• An estimated 17 million barrels of oil are consumed each year to produce and transport bottled water. That’s enough to power 1 million cars for a year!
  • 22 billion water bottles end up in landfills each year and will take hundreds of years to decompose.
  • You can refill a 20 ounce refillable water bottle at any tap in Hampton Roads 1,500 times for the same cost as a single container of bottled water.

So don’t be a sucker. Don’t fall prey to the hype. Instead, pick up a reusable water bottle to fill with tap water to make a healthy choice for your body and our environment.

To learn even more about the true cost of bottled water, check out the documentary Tapped.

 

Posted in: Clean and safe tap water, Don't litter!, Reduce reuse and recycle, Using water wisely

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How it Was 25 Years Ago – HRWET to Water Awareness

Posted on March 3, 2017 by | Comments Off

HR WET Logo - OriginalOn a typical, cold, rainy February morning in 1992 at the General McArthur Memorial conference room, regional water utility representatives came together for the initial meeting of what would become the askHRgreen.org Water Awareness Committee. Coffee, donuts and bagels on the table provided sustenance to about 75 water utility directors, planners, administrative and budget employees from cities and counties throughout the Hampton Roads region while they discussed how to promote water conservation and wise water usage.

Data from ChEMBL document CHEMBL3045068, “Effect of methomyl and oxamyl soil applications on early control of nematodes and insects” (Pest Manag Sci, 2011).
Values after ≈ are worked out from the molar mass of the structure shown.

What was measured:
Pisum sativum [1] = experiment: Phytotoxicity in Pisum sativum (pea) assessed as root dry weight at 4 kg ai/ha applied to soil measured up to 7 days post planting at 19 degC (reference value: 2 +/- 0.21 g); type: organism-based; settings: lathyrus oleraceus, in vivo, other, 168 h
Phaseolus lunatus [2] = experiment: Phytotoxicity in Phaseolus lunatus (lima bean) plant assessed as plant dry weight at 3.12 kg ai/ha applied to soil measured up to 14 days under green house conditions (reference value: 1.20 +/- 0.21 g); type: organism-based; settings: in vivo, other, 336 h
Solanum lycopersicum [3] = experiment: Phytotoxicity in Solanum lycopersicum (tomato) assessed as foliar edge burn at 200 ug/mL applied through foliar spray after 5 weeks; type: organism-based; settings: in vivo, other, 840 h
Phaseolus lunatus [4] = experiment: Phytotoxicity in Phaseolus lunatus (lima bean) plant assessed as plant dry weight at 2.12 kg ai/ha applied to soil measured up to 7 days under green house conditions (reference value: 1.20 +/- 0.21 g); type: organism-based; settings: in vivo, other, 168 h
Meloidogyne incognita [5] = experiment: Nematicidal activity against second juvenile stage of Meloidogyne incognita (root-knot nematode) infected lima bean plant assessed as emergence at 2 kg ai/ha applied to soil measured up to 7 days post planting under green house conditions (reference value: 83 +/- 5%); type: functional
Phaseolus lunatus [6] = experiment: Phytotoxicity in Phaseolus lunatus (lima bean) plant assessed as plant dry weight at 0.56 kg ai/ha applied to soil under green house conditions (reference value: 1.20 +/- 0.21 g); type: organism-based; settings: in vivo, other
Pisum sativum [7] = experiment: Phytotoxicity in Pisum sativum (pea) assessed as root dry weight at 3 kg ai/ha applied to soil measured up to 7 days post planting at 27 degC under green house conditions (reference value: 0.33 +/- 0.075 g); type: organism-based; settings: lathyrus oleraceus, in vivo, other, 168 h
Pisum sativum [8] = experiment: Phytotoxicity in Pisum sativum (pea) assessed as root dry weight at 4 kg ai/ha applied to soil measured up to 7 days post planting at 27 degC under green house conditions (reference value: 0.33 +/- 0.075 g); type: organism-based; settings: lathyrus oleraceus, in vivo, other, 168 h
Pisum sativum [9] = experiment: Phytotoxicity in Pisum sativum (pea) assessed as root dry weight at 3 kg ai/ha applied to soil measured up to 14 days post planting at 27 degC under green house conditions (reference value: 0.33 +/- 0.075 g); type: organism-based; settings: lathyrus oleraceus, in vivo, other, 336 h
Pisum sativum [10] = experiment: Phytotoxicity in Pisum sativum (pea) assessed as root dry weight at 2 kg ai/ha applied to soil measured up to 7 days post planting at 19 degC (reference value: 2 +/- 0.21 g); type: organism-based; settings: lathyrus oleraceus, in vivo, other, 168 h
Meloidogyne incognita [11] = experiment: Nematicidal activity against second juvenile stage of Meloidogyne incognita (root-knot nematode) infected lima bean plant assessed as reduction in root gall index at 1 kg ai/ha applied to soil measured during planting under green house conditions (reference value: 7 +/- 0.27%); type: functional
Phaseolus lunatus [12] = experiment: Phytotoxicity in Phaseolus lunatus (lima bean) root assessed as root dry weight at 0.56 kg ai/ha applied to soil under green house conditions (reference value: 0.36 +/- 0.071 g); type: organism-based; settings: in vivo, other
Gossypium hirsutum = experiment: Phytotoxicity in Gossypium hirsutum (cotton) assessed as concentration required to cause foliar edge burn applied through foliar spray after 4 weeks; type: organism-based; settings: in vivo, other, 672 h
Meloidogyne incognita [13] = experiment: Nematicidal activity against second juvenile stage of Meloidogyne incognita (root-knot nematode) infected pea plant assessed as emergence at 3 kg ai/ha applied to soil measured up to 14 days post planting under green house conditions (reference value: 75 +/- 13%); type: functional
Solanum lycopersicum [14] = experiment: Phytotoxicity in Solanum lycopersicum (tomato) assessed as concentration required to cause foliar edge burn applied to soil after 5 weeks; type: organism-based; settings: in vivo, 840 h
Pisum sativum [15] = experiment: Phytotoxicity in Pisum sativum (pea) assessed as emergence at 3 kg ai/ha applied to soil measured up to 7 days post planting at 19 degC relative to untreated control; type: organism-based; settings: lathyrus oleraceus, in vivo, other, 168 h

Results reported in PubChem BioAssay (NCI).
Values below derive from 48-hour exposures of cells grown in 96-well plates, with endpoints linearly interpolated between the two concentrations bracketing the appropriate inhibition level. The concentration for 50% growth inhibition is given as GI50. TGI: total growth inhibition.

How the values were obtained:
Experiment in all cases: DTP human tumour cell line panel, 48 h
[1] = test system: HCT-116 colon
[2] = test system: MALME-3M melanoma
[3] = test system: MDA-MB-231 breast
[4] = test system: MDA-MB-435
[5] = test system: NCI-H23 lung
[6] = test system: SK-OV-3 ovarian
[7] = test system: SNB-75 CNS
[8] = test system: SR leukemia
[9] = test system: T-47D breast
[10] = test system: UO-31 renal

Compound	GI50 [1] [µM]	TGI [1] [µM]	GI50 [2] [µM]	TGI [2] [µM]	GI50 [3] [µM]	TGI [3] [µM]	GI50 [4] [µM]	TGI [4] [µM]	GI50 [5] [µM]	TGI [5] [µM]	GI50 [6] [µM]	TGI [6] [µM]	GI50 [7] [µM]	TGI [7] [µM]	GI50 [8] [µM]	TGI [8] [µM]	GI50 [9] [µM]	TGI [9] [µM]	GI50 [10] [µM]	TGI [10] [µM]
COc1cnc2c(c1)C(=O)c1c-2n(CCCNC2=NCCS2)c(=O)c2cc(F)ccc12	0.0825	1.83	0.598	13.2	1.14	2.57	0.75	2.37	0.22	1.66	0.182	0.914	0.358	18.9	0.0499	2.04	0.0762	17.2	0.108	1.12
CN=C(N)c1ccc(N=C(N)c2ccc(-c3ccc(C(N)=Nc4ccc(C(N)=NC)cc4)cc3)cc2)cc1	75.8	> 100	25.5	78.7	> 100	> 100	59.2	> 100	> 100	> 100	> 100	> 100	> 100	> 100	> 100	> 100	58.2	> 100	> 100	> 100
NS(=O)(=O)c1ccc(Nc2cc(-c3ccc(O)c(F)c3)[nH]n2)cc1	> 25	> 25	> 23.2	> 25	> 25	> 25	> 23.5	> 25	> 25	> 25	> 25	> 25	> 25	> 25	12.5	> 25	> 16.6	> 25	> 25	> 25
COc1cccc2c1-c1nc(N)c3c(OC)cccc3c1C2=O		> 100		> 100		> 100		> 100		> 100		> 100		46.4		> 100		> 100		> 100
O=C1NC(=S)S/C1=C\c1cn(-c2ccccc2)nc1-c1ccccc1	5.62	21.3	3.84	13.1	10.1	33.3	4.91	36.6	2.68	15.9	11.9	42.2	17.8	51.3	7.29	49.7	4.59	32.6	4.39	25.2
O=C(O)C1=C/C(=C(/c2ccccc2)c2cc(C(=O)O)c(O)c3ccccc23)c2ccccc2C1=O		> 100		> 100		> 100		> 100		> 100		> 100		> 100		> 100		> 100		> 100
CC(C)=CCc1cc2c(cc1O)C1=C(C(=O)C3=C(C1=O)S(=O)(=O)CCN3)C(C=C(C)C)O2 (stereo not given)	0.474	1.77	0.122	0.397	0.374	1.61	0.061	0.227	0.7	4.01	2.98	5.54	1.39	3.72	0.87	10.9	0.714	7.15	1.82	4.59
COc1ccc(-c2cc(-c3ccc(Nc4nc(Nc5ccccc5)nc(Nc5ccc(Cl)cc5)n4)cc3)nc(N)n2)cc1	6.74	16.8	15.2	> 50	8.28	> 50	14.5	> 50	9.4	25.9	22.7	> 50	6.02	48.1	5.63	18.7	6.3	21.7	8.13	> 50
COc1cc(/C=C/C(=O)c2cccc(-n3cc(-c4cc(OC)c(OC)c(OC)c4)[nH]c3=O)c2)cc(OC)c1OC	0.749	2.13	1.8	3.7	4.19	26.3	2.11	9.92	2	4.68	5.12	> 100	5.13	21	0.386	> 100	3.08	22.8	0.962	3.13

It just seemed ludicrous because the region is surrounded by water from the ocean on one side, to the bay, rivers and creeks on the other.  Isn’t that plenty of water?  The short answer is, no.  Salt water doesn’t do it. The Hampton Roads region was growing rapidly at the time. While new water resources were being sought, current usage needed to be “stretched.”  In a word, conserved.